Worthington names Grimmius as next head football coach
WORTHINGTON -- Three years ago, Spirit Lake head football coach Brad Grimmius came back to his alma-mater Worthington to catch a football game.
A former four-year player for WHS coach Dennis Hale, Grimmius asked if he could watch the contest from the sidelines.
Hale, of course, said yes -- anything for one of his former players.
It was the last time Grimmius would simply be a spectator at Trojan Field.
"Who'd have thought that I'd be back on the same sidelines coaching?" Grimmius mused. "It was an interesting deal."
Two years ago he left Spirit Lake to become a P.E./health teacher at WHS, and Hale's new defensive coordinator.
Now, Grimmius is taking over the head coaching job for for Hale, who retired last season after 33 years at the helm.
"There were plenty of good candidates, but after all the interviews it was obvious Brad was the best candidate," Worthington Athletic Director Mike Traphagen said. "He's enthusiastic, he's an encourager, and most of all he's familiar with the kids and the program."
Things have come full circle for the former Trojan standout.
Grimmius now teaches kids in the classrooms he used to sit in, and coaches players on the fields he used to play on.
"Coming back to my alma mater is a great feeling, especially a school district and a community that's made me the person I am today," he said. "As a person, a teacher and a coach, you want to pass that on to the kids here at school."
Worthington is so special to Grimmius that he gave up a head coaching position at Spirit Lake to become an assistant for Hale -- a move that some might consider a downgrade.
"I didn't want to give up the head coaching position," Grimmius said. "But coming up to work with Coach Hale, that was too good to pass up.
"The hardest thing, to be honest, was telling my players," he recalled. "I can still picture some of those players crying when I told them, 'Hey, I'm done here.' It was the middle of our summer workouts, so some were just plain mad at me."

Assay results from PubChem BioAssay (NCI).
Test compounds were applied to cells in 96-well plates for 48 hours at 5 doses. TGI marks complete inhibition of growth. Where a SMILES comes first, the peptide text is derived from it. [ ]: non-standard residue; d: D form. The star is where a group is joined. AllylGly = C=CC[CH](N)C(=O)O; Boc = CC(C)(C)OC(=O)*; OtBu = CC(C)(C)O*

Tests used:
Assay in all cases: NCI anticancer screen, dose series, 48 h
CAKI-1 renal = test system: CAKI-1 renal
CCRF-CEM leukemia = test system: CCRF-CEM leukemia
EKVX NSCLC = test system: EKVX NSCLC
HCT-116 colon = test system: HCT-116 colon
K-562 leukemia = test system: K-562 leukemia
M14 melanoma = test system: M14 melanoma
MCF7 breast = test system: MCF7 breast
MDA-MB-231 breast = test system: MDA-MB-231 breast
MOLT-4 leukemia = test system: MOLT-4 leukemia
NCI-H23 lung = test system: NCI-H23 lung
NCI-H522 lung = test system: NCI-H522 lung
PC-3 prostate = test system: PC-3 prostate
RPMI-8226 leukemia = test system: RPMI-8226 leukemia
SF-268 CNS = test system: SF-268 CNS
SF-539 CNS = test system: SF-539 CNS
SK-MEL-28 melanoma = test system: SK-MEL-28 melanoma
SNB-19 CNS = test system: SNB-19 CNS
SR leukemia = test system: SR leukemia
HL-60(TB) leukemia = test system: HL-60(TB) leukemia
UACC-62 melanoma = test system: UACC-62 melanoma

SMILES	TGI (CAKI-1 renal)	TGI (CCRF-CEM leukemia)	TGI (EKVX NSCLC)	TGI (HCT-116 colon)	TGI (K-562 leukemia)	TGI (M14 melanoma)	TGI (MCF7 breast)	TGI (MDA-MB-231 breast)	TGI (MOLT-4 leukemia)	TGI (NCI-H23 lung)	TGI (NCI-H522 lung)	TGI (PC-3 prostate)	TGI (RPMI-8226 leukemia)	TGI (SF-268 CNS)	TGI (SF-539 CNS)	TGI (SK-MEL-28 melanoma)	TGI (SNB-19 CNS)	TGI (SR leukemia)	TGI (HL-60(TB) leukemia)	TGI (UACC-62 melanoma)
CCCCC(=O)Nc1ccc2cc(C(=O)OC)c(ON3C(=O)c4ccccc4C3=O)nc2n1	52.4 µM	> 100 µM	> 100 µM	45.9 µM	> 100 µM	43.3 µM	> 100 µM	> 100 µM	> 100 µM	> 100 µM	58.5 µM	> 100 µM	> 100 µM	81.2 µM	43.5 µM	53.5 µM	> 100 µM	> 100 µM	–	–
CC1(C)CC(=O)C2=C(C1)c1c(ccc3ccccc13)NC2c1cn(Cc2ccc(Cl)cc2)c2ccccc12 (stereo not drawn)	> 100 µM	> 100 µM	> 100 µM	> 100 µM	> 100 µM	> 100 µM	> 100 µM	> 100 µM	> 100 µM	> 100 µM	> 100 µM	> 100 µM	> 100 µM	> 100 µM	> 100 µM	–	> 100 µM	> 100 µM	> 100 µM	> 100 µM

Relinquishing command to become second in charge took some adjustment.
If it was a step backward, though, then Grimmius has since taken two steps forward.
Now, he's hoping his football team can follow suit.
Grimmius is set on restoring the order in the Southwest Conference, back to the days when the Trojans stood atop the league.
Worthington has won two games each of the past four years, and their last winning season was a 7-5 campaign in 2005.
It's not going to be an overnight transition, Grimmius admitted.
"My goal is within three years that they can say, 'Hey, Trojan football is back,'" he said. "We'll see if we can get it back to when Coach Hale had the program on top."
Like the days back when Grimmius wore the black and red.
Now he's the one calling the shots, but he still carries with him all that he learned from playing and coaching under Hale.
He said he learned two main things from Hale along the way -- how to love the game, and how to handle his athletes.
"He never dictated; he facilitated just by being respected," Grimmius said of his mentor. "Coach Hale never singled a player out in front of everybody. If you goofed up, he talked to you one on one."
That won't change. But will fans notice anything different next year?
"Yeah, you're going to see a difference," Grimmius said, although he stopped short of talking any strategy.
He did say this: "We're going to get back to the Trojan football of old. We're going to come at you and we're going to see that intensity in practice. We're going to be hitting, hitting, and running."
The Trojans are also changing the way they'll be introduced. Instead of being announced separately as an offense or defense, Grimmius wants his players to take the field as a team.
It's part of the coach's effort to revitalize the school's pride in its football program -- not an easy thing these days, with so many different things vying for a high school kid's attention.
Grimmius gives the big three: "People either have a job, a girlfriend, or they want to be a one-sport athlete," he said.
It's the same everywhere -- high school football teams' numbers all around the state are dwindling.
That, above everything else, might be Grimmius's biggest challenge.
"High school football, weather it's in Worthington, Minn., or Dallas, Texas, it's the same thing," he said. "You've got to get out and recruit the hallways."
The same hallways he used to walk as a student -- and he remembers them well.
"It wasn't too long ago that it didn't make a difference where you went Friday night, Trojan football was huge," Grimmius said. "It's the passion. ... I want it to spread like a wildfire. Once we get the fire going, it's going to go."